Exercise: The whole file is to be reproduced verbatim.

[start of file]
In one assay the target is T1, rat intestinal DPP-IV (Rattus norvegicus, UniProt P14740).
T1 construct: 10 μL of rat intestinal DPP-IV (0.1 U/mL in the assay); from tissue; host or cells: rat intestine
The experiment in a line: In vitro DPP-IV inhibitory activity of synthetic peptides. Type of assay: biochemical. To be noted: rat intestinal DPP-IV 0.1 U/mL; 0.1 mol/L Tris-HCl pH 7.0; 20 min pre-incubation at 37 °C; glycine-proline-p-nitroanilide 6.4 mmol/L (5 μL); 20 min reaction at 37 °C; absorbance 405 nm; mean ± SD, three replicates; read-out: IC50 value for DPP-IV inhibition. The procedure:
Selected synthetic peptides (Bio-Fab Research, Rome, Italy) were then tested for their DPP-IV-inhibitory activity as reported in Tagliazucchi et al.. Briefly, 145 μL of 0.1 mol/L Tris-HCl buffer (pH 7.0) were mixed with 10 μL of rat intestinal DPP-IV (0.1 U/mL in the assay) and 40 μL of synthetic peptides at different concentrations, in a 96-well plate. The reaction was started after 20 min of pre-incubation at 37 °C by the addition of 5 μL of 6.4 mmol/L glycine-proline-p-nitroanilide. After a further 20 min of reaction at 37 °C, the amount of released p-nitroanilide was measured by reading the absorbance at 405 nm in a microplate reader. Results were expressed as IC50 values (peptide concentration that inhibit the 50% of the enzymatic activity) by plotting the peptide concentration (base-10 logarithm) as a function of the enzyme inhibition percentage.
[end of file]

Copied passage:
In one assay the target is T1, rat intestinal DPP-IV (Rattus norvegicus, UniProt P14740).
T1 construct: 10 μL of rat intestinal DPP-IV (0.1 U/mL in the assay); from tissue; host or cells: rat intestine
The experiment in a line: In vitro DPP-IV inhibitory activity of synthetic peptides. Type of assay: biochemical. To be noted: rat intestinal DPP-IV 0.1 U/mL; 0.1 mol/L Tris-HCl pH 7.0; 20 min pre-incubation at 37 °C; glycine-proline-p-nitroanilide 6.4 mmol/L (5 μL); 20 min reaction at 37 °C; absorbance 405 nm; mean ± SD, three replicates; read-out: IC50 value for DPP-IV inhibition. The procedure:
Selected synthetic peptides (Bio-Fab Research, Rome, Italy) were then tested for their DPP-IV-inhibitory activity as reported in Tagliazucchi et al.. Briefly, 145 μL of 0.1 mol/L Tris-HCl buffer (pH 7.0) were mixed with 10 μL of rat intestinal DPP-IV (0.1 U/mL in the assay) and 40 μL of synthetic peptides at different concentrations, in a 96-well plate. The reaction was started after 20 min of pre-incubation at 37 °C by the addition of 5 μL of 6.4 mmol/L glycine-proline-p-nitroanilide. After a further 20 min of reaction at 37 °C, the amount of released p-nitroanilide was measured by reading the absorbance at 405 nm in a microplate reader. Results were expressed as IC50 values (peptide concentration that inhibit the 50% of the enzymatic activity) by plotting the peptide concentration (base-10 logarithm) as a function of the enzyme inhibition percentage.